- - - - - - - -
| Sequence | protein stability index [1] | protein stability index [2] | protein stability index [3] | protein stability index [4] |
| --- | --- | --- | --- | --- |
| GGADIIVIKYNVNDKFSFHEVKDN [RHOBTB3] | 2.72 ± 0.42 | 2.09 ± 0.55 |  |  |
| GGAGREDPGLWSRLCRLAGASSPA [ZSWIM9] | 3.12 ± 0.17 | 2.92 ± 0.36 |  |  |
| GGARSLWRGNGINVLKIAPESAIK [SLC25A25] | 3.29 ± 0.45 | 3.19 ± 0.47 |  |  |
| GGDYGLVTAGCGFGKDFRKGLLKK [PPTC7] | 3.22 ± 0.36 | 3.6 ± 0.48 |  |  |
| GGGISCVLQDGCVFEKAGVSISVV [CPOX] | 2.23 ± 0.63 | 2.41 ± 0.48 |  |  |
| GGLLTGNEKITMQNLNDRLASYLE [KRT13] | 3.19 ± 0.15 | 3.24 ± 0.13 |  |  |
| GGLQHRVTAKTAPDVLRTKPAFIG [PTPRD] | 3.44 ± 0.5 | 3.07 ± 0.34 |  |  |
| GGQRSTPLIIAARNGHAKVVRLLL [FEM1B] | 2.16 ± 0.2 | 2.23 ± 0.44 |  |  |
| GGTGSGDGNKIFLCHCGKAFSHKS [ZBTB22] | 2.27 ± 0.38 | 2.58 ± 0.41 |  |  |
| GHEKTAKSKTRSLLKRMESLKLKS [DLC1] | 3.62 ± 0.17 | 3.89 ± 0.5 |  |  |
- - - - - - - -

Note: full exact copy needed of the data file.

| Sequence | protein stability index [1] | protein stability index [2] | protein stability index [3] | protein stability index [4] |
| --- | --- | --- | --- | --- |
| GGADIIVIKYNVNDKFSFHEVKDN [RHOBTB3] | 2.72 ± 0.42 | 2.09 ± 0.55 |  |  |
| GGAGREDPGLWSRLCRLAGASSPA [ZSWIM9] | 3.12 ± 0.17 | 2.92 ± 0.36 |  |  |
| GGARSLWRGNGINVLKIAPESAIK [SLC25A25] | 3.29 ± 0.45 | 3.19 ± 0.47 |  |  |
| GGDYGLVTAGCGFGKDFRKGLLKK [PPTC7] | 3.22 ± 0.36 | 3.6 ± 0.48 |  |  |
| GGGISCVLQDGCVFEKAGVSISVV [CPOX] | 2.23 ± 0.63 | 2.41 ± 0.48 |  |  |
| GGLLTGNEKITMQNLNDRLASYLE [KRT13] | 3.19 ± 0.15 | 3.24 ± 0.13 |  |  |
| GGLQHRVTAKTAPDVLRTKPAFIG [PTPRD] | 3.44 ± 0.5 | 3.07 ± 0.34 |  |  |
| GGQRSTPLIIAARNGHAKVVRLLL [FEM1B] | 2.16 ± 0.2 | 2.23 ± 0.44 |  |  |
| GGTGSGDGNKIFLCHCGKAFSHKS [ZBTB22] | 2.27 ± 0.38 | 2.58 ± 0.41 |  |  |
| GHEKTAKSKTRSLLKRMESLKLKS [DLC1] | 3.62 ± 0.17 | 3.89 ± 0.5 |  |  |